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Date: May 4, 2023

Washington State's innovative cap-and-invest program, established by the Climate Commitment Act, presents a remarkable new opportunity for tribes to mitigate the effects of climate change and generate governmental revenues. The program, which adopts a market-based approach to regulating carbon emissions, sets a state-wide cap on total carbon emissions for regulated entities emitting more than 25,000 metric tons of greenhouse gases per year, including oil, gas, and energy companies; public utility districts; and qualifying railroads. 

Regulated entities must purchase "allowances" equal to their emissions each year to comply with the program. Some regulated entities receive a portion of their allowances for free, but a majority must purchase them through auctions hosted by the Department of Ecology or the secondary market. Over time, the total emission allowances available for purchase will decrease, leading to a decrease in emissions. Non-compliance can result in penalties of up to $10,000 per day, or up to $50,000 per day for abuse of the auction system. 

Regulated entities can also obtain "offset credits" to offset the total number of allowances they must purchase. They can obtain these offset credits by investing in offset projects or by purchasing them from tribes that undertake offset projects on tribal lands and certain other lands of importance to tribes. Offset projects include actions such as reforestation, forest preservation, destruction of ozone-depleting substances, installation of livestock emission reduction equipment, and other actions that result in a quantifiable reduction in greenhouse gas emissions. Regulated entities can offset up to 5% of their required allowance, with an additional 3% available for projects on tribal lands.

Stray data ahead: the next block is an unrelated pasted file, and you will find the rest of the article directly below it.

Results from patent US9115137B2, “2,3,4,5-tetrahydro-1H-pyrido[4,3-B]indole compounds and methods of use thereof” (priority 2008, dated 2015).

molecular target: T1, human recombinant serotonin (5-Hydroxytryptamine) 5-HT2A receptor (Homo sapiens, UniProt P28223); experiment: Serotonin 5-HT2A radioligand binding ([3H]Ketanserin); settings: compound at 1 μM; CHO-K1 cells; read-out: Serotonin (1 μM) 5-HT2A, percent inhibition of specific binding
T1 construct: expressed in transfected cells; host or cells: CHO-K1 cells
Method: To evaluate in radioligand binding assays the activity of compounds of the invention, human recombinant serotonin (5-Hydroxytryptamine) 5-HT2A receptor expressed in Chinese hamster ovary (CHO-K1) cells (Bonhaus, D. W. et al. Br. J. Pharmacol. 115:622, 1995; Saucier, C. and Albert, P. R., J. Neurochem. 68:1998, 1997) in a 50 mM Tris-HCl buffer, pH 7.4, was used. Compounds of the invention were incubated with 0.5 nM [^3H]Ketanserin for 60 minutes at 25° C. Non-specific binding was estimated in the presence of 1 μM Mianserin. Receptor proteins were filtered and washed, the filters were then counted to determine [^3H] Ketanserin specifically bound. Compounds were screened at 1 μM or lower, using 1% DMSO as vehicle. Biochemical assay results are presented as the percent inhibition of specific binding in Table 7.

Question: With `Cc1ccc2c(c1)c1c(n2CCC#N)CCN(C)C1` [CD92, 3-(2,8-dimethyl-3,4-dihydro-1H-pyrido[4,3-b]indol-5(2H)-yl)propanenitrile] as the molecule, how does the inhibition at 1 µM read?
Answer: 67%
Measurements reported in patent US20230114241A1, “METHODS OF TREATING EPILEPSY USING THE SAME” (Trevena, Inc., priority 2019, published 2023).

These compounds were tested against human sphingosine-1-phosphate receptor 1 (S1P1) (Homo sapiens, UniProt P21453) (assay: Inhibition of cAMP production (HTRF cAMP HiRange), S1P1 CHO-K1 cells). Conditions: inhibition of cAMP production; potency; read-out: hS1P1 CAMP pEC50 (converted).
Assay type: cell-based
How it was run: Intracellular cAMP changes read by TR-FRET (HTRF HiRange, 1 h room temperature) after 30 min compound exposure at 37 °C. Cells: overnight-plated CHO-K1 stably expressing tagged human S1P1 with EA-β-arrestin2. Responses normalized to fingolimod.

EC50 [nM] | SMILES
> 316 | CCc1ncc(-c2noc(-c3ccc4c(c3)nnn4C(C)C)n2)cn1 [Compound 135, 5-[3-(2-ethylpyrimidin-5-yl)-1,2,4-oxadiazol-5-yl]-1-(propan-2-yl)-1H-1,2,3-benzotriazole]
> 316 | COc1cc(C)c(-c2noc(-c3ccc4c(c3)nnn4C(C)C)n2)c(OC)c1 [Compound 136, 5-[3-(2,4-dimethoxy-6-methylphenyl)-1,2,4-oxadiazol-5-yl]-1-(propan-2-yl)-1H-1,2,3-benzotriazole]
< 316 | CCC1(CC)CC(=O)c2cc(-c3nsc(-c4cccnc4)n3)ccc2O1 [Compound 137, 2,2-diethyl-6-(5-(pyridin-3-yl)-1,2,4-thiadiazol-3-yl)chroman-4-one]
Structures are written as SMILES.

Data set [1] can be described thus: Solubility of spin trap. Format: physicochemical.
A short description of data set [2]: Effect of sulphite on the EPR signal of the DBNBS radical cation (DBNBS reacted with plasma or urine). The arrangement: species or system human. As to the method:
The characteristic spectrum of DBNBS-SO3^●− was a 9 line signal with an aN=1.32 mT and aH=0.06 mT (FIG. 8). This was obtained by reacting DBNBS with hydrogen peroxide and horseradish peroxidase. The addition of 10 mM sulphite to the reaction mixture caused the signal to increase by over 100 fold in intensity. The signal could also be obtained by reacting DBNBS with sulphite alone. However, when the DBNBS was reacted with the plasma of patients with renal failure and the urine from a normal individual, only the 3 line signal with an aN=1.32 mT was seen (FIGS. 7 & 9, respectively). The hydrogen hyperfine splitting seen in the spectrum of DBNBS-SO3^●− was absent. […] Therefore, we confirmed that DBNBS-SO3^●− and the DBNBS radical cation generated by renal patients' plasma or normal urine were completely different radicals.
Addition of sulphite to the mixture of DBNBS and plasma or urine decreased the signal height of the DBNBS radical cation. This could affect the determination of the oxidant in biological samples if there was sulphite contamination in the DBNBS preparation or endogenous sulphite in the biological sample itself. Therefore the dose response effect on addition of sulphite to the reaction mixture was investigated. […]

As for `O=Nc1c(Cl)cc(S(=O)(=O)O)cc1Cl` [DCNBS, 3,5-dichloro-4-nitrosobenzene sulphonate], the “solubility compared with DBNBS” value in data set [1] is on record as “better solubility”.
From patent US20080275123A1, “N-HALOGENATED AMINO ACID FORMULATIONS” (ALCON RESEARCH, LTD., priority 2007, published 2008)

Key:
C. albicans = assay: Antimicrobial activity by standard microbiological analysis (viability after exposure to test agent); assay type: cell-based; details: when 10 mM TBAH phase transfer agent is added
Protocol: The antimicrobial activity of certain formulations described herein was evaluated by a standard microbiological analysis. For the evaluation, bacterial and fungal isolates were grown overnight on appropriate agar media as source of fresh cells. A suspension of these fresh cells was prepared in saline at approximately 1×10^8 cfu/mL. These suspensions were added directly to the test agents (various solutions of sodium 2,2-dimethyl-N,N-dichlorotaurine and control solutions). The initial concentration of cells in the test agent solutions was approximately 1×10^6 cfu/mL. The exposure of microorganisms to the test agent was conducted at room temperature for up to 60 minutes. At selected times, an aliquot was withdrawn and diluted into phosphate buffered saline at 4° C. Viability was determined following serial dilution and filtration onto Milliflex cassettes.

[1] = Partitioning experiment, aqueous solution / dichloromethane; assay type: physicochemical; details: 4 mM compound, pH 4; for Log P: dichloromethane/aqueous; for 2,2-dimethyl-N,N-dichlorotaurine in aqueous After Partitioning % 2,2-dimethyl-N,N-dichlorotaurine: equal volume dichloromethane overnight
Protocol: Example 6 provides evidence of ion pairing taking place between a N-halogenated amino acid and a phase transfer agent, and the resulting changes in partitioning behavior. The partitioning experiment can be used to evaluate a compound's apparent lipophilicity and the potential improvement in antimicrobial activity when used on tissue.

This presents a unique opportunity for federally recognized tribes with lands, sacred sites, burial grounds, traditional cultural properties, and other tribal sites protected by law within what is now Washington State. Tribes can undertake offset projects on these tribal lands and then sell the resulting offset credits to regulated entities.  

In addition, to support tribes in developing carbon offset projects, the state of Washington has established the Tribal Carbon Offset Assistance Program, for which the legislature has allocated $5 million in funding. Under the assistance program, tribes can use the funding toward “assessing a project’s technical feasibility investment requirements, development and operational costs, expected returns, administrative and legal hurdles, and project risks and pitfalls.”

The next round of applications for funding under the Tribal Carbon Offset Assistance Program is expected to open later this spring. Tribes interested in participating in this innovative program can apply through the program's website. Foster Garvey, a leading law firm with decades of experience representing tribes, is available to provide advice and support to tribes interested in participating in the cap-and-invest program or the Tribal Carbon Offset Assistance Program.

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